What do you get when you combine Rosie O'Donnell, Donald Trump, Bill O'Reilly, Britney Spears, Anderson Cooper, Keith Olbermann, Geraldo Rivera, Walter Cronkite, Edward R. Murrow and a cat? A satirical video lampooning the news judgment shown by many in the TV news industry.
Released last night during the Radio and TV Correspondents Association dinner -- yes the same one where presidential advisor Karl Rove pretended to be a hip-hop master -- the JibJab guys who created the hilarious 2004 campaign videos have now aimed their guns at the elite TV media personalities.
And hilarity ensues.
Both CNN and Fox News were fighting to get a seat in the front row of the new White House press briefing room, and CNN has won.
The White House Correspondents Association decided to give the front row seat to CNN "based on CNN's 27 years of covering The White House, as well as the resources it brings to the in-town and travel pool, and its daily prescence at the briefings."
CNN wasn't the only winner. Veteran journalist Helen Thomas, who was knocked back to the second row to make way for the cable news outlets recently, will get back her front row seat. The association has decided to honor a commitment they made to Thomas years ago. She has been covering The White House since the early 60s.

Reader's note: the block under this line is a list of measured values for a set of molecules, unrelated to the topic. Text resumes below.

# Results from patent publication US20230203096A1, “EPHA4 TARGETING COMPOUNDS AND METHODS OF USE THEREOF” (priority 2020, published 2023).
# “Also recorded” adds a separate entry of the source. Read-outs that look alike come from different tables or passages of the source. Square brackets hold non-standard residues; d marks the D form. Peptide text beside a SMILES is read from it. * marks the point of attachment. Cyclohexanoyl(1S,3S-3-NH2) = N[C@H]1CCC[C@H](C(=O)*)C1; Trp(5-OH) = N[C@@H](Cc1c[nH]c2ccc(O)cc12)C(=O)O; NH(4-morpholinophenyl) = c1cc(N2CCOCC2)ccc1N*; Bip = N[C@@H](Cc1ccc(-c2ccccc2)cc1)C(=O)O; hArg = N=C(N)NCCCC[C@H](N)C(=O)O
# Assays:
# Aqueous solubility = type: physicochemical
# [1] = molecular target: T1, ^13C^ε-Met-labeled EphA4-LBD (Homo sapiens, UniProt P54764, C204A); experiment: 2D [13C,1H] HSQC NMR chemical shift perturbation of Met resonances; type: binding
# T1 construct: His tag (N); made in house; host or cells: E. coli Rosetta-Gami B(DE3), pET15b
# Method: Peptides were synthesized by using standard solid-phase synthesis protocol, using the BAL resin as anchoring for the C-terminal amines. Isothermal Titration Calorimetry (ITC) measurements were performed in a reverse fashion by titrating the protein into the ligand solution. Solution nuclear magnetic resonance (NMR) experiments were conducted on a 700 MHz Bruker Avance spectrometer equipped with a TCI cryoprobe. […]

The new White House briefing room will be ready in June. (And if anyone isn't sure what that headline means, I'm referring to an old commercial with Bob Uecker.)
[via TV Newser]
Or maybe America isn't asking why. If the ratings are there, then they must be watching. But I have to wonder: what the hell do these people do that they are watching so many hours of The Today Show in the morning? I mean, I work from home and write about TV, and even I can't imagine having any interest in it. Though I guess I'm not the demographic they're shooting for.
If they actually do a fourth hour of the show, I really hope they have more celebrity interviews! And cooking demonstations! And maybe makeup tips and fashion segments!
I always have to chuckle a little bit when I see articles like this (and we see a couple of them every single year) that tell us how many hours a day we watch television. Because while the "average American" watches 4 1/2 hours of a television a day (or 1555 hours a year), I must spend at least double that, around 10 hours a day.
The other statistics don't really surprise me though. The Census Bureau says we spend around 10 hours total a day watching TV, listening to the radio, listening to music, surfing the web, and reading magazines and newspapers. Now, I think all of those things are just a part of everyone's day and there's really nothing surprising about it. That's a lot of territory, and the rest of the time of course has to be done eating, commuting, working, talking on the phone, and sleeping.